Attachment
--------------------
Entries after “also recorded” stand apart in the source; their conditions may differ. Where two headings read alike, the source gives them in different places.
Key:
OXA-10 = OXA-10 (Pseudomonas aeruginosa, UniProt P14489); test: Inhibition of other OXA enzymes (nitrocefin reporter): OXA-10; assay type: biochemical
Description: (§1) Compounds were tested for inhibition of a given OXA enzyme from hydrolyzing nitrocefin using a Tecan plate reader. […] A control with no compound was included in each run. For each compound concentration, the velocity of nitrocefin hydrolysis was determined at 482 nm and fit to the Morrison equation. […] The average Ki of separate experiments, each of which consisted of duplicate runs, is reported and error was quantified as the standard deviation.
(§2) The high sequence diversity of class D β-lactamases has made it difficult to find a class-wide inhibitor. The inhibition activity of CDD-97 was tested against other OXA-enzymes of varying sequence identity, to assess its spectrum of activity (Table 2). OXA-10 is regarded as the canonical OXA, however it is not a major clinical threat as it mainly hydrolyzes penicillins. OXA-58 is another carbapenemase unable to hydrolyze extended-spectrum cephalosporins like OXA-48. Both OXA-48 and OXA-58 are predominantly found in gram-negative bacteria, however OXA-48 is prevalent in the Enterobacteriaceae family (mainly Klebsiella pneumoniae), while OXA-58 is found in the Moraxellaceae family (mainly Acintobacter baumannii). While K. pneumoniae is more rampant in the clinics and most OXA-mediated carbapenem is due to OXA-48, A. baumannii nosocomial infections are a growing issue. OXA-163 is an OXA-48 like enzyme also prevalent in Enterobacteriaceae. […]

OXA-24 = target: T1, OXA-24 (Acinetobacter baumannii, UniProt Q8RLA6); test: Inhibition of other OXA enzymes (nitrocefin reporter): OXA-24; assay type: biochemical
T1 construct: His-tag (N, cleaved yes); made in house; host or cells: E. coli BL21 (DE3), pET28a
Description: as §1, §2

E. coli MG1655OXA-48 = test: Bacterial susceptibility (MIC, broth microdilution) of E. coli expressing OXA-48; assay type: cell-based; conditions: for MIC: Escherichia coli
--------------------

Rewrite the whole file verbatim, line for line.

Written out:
Entries after “also recorded” stand apart in the source; their conditions may differ. Where two headings read alike, the source gives them in different places.
Key:
OXA-10 = OXA-10 (Pseudomonas aeruginosa, UniProt P14489); test: Inhibition of other OXA enzymes (nitrocefin reporter): OXA-10; assay type: biochemical
Description: (§1) Compounds were tested for inhibition of a given OXA enzyme from hydrolyzing nitrocefin using a Tecan plate reader. […] A control with no compound was included in each run. For each compound concentration, the velocity of nitrocefin hydrolysis was determined at 482 nm and fit to the Morrison equation. […] The average Ki of separate experiments, each of which consisted of duplicate runs, is reported and error was quantified as the standard deviation.
(§2) The high sequence diversity of class D β-lactamases has made it difficult to find a class-wide inhibitor. The inhibition activity of CDD-97 was tested against other OXA-enzymes of varying sequence identity, to assess its spectrum of activity (Table 2). OXA-10 is regarded as the canonical OXA, however it is not a major clinical threat as it mainly hydrolyzes penicillins. OXA-58 is another carbapenemase unable to hydrolyze extended-spectrum cephalosporins like OXA-48. Both OXA-48 and OXA-58 are predominantly found in gram-negative bacteria, however OXA-48 is prevalent in the Enterobacteriaceae family (mainly Klebsiella pneumoniae), while OXA-58 is found in the Moraxellaceae family (mainly Acintobacter baumannii). While K. pneumoniae is more rampant in the clinics and most OXA-mediated carbapenem is due to OXA-48, A. baumannii nosocomial infections are a growing issue. OXA-163 is an OXA-48 like enzyme also prevalent in Enterobacteriaceae. […]

OXA-24 = target: T1, OXA-24 (Acinetobacter baumannii, UniProt Q8RLA6); test: Inhibition of other OXA enzymes (nitrocefin reporter): OXA-24; assay type: biochemical
T1 construct: His-tag (N, cleaved yes); made in house; host or cells: E. coli BL21 (DE3), pET28a
Description: as §1, §2

E. coli MG1655OXA-48 = test: Bacterial susceptibility (MIC, broth microdilution) of E. coli expressing OXA-48; assay type: cell-based; conditions: for MIC: Escherichia coli